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STATEMENT BY MAYORAL COMMITTEE MEMBER FOR SAFETY AND SECURITY; AND SOCIAL SERVICES, ALDERMAN JP SMITH

The City of Cape Town’s Problem Building Unit has seen an increase in the number of cases closed as a result of compliance from property owners, but its caseload continues to grow.

The Unit was established in 2011 to give effect to the City’s Problem Building by-law approved by Council in 2010 which aimed to decrease the number of derelict and vandalized buildings within the city.

To date, it has closed 713 cases – 40 of those between January and March this year, compared to nine in 2017. Some of its notable successes include the turnaround strategy for the once notorious Senator Park in Cape Town’s central business district and securing its first ever demolition order for a problem building in Somerset West in March 2017.

Currently, the Unit’s caseload stands at 2 314, of which more than 80% relates to privately owned property. Between January and March, 102 new cases were received for investigation. This caseload is largely attributable to increased awareness through subcouncil presentations and community meetings about the Problem Building by-law and the unit’s ongoing work.

There are many reasons why buildings become a problem. In most cases it’s because owners have abandoned them or they’re absentee landlords. We also find that deceased estates are a challenge and not only in instances where there is no will. There are also cases where there is no executor or the beneficiaries can’t agree on who will take responsibility for a property.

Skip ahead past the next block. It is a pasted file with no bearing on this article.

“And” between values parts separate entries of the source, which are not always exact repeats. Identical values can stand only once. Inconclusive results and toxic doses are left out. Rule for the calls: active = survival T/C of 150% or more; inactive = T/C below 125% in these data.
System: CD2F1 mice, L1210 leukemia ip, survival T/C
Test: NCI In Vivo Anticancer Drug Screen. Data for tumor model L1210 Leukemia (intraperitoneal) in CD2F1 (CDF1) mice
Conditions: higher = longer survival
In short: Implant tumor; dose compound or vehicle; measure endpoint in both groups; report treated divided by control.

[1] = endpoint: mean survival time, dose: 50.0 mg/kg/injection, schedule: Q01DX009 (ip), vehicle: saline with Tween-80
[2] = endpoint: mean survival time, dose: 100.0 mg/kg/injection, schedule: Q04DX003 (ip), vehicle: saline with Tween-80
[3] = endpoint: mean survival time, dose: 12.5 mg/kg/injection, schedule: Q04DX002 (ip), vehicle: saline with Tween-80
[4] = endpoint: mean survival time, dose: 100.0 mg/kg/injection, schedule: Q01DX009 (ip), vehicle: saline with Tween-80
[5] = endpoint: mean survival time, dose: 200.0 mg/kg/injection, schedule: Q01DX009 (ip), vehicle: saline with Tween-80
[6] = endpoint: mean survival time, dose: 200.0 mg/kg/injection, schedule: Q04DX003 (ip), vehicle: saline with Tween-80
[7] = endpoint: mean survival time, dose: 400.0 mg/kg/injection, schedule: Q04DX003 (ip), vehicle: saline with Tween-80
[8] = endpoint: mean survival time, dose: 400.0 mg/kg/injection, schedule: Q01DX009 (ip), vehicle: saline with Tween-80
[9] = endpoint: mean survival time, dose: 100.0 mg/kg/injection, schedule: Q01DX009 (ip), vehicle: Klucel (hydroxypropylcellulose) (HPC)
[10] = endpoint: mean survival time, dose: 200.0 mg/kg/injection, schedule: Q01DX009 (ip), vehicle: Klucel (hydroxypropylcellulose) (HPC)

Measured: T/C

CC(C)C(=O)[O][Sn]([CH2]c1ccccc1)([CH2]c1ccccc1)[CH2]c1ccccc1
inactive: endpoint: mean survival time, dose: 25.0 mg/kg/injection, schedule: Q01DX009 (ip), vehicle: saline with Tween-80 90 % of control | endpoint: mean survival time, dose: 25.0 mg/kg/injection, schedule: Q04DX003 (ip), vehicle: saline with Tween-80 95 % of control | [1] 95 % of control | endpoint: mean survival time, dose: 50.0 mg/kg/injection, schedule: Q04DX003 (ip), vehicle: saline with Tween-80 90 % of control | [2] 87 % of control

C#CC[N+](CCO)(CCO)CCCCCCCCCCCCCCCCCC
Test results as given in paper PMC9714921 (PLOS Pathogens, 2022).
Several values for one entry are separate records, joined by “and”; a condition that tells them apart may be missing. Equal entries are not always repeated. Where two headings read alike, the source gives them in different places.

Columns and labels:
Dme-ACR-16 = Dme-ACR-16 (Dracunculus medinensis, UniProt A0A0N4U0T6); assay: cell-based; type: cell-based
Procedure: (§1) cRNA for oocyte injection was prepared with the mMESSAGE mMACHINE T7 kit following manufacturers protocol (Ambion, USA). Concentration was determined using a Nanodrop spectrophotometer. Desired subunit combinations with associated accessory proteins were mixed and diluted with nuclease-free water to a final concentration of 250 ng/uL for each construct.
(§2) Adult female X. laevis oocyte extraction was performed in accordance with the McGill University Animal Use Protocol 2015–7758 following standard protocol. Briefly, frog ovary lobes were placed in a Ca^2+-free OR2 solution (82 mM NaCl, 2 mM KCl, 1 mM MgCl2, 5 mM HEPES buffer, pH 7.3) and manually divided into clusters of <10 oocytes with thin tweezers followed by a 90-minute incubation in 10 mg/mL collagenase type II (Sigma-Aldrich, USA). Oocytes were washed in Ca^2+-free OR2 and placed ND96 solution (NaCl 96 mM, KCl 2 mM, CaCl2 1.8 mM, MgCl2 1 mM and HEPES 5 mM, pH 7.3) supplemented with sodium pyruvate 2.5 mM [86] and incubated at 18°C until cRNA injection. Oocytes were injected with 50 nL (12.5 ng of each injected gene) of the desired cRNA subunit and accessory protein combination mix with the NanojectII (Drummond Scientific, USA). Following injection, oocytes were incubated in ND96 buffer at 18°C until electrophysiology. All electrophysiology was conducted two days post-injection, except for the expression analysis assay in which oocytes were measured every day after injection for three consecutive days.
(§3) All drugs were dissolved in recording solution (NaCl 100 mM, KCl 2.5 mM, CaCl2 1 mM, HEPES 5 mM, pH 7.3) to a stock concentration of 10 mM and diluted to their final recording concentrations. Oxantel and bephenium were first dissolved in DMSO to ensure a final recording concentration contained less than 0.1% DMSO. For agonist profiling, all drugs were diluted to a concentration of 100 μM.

Any abandoned and poorly secured property is at risk of falling into a state of disrepair, but is also vulnerable to squatting by illegal occupants and even criminal elements who cause tremendous hardship for neighbours.

We’re grateful to those property owners who have stepped up and accepted responsibility for securing their buildings and complying with provisions of the by-law. However, it would be preferred if property owners took proactive steps to avoid falling foul of the by-law to begin with. An investigation into determining whether a property is a problem building is onerous, time-consuming and frustrating at times as we struggle to track down owners while managing expectations from the surrounding community who has to live with the problem.

In fact, we have amended the by-law to make it more effective and expedite investigations into problem buildings. This includes scope to turn to the courts to appoint administrators for deceased estates as well as to expedite the expropriation of properties where circumstances warrant it. We hope to have the amendments come into effect before the end of the year.

It is also worth reminding communities that not all buildings with problems are problem buildings. Very often, complaints are referred to the Problem Building Unit, adding to the caseload, when in fact the problem should be addressed by another City department, based on the criteria below:

PROBLEM BUILDING BUILDING WITH PROBLEMS
Abandoned by the owner Overgrown vegetation
Derelict in appearance Unpainted house
Overcrowded and posing a health risk Derelict vehicles on a property
Illegal occupation Unlawful business
Written complaints in respect of criminal activity like drug dealing and prostitution Land invasion
Accumulated refuse or waste material that is dumped, stored or deposited on the property Construction site
Threat or danger to the safety of the general public Loud noise

 The public is encouraged to report any concerns about problem buildings or buildings with problems to the City’s call centre on 0860 103 089.

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